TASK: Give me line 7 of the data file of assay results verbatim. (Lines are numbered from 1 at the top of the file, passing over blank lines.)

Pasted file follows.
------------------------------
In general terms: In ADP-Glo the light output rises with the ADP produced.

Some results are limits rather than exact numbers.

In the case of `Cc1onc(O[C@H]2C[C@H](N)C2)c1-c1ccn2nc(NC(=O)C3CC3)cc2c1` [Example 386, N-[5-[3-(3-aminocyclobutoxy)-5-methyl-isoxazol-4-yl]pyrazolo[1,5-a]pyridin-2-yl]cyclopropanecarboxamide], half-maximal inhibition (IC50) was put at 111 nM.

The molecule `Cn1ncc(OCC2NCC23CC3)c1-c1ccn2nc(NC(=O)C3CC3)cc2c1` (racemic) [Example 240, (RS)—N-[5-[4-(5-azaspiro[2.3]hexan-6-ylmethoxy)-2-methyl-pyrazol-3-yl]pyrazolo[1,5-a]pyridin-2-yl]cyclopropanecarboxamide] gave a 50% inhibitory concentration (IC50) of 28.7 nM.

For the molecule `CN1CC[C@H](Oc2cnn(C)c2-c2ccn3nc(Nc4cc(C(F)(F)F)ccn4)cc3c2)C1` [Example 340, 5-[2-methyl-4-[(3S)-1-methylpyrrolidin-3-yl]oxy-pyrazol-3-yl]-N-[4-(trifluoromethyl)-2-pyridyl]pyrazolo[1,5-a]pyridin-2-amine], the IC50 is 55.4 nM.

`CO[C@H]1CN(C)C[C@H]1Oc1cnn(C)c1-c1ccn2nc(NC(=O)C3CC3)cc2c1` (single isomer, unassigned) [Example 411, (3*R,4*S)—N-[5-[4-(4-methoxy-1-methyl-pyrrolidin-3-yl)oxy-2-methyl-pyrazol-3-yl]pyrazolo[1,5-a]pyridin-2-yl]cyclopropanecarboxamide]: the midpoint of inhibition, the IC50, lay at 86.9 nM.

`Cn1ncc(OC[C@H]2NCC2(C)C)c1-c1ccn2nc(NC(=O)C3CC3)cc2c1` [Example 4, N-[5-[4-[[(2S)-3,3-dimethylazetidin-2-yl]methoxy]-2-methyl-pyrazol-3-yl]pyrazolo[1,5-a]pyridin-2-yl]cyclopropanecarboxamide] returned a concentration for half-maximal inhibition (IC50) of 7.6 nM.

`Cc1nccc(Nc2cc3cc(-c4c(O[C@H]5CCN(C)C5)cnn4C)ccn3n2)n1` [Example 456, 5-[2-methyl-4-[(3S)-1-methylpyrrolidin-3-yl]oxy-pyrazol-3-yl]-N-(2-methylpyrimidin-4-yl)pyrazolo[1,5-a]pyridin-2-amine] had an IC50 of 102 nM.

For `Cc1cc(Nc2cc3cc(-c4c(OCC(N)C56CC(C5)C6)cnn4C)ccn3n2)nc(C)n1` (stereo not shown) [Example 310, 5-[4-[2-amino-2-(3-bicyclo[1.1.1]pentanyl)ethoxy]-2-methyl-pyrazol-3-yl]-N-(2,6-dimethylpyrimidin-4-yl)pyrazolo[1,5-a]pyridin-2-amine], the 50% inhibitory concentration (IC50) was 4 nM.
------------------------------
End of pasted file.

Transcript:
`Cn1ncc(OC[C@H]2NCC2(C)C)c1-c1ccn2nc(NC(=O)C3CC3)cc2c1` [Example 4, N-[5-[4-[[(2S)-3,3-dimethylazetidin-2-yl]methoxy]-2-methyl-pyrazol-3-yl]pyrazolo[1,5-a]pyridin-2-yl]cyclopropanecarboxamide] returned a concentration for half-maximal inhibition (IC50) of 7.6 nM.